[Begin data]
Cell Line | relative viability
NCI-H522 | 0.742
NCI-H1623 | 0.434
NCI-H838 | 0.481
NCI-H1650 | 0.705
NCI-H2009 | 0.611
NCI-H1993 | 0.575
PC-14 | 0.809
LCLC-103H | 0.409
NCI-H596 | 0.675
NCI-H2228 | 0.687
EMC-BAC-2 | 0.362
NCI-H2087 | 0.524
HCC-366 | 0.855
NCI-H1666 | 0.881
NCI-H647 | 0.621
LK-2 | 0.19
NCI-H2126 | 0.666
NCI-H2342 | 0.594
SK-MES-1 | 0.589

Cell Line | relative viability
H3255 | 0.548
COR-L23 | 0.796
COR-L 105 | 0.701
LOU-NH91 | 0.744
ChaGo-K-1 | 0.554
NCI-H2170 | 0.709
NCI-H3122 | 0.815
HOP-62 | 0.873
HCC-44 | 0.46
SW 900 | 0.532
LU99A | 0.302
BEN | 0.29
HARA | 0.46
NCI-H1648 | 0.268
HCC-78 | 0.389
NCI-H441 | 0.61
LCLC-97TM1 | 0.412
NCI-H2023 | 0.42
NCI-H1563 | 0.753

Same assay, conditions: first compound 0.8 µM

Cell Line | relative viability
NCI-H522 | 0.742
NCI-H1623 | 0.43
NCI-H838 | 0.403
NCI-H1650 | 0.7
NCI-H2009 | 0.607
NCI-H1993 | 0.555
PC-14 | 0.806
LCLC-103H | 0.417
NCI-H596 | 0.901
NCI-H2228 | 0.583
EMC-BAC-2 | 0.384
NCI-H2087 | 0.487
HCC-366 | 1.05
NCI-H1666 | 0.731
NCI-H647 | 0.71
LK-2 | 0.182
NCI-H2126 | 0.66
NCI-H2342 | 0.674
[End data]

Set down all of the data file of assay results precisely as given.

Cell Line | relative viability
NCI-H522 | 0.742
NCI-H1623 | 0.434
NCI-H838 | 0.481
NCI-H1650 | 0.705
NCI-H2009 | 0.611
NCI-H1993 | 0.575
PC-14 | 0.809
LCLC-103H | 0.409
NCI-H596 | 0.675
NCI-H2228 | 0.687
EMC-BAC-2 | 0.362
NCI-H2087 | 0.524
HCC-366 | 0.855
NCI-H1666 | 0.881
NCI-H647 | 0.621
LK-2 | 0.19
NCI-H2126 | 0.666
NCI-H2342 | 0.594
SK-MES-1 | 0.589

Cell Line | relative viability
H3255 | 0.548
COR-L23 | 0.796
COR-L 105 | 0.701
LOU-NH91 | 0.744
ChaGo-K-1 | 0.554
NCI-H2170 | 0.709
NCI-H3122 | 0.815
HOP-62 | 0.873
HCC-44 | 0.46
SW 900 | 0.532
LU99A | 0.302
BEN | 0.29
HARA | 0.46
NCI-H1648 | 0.268
HCC-78 | 0.389
NCI-H441 | 0.61
LCLC-97TM1 | 0.412
NCI-H2023 | 0.42
NCI-H1563 | 0.753

Same assay, conditions: first compound 0.8 µM

Cell Line | relative viability
NCI-H522 | 0.742
NCI-H1623 | 0.43
NCI-H838 | 0.403
NCI-H1650 | 0.7
NCI-H2009 | 0.607
NCI-H1993 | 0.555
PC-14 | 0.806
LCLC-103H | 0.417
NCI-H596 | 0.901
NCI-H2228 | 0.583
EMC-BAC-2 | 0.384
NCI-H2087 | 0.487
HCC-366 | 1.05
NCI-H1666 | 0.731
NCI-H647 | 0.71
LK-2 | 0.182
NCI-H2126 | 0.66
NCI-H2342 | 0.674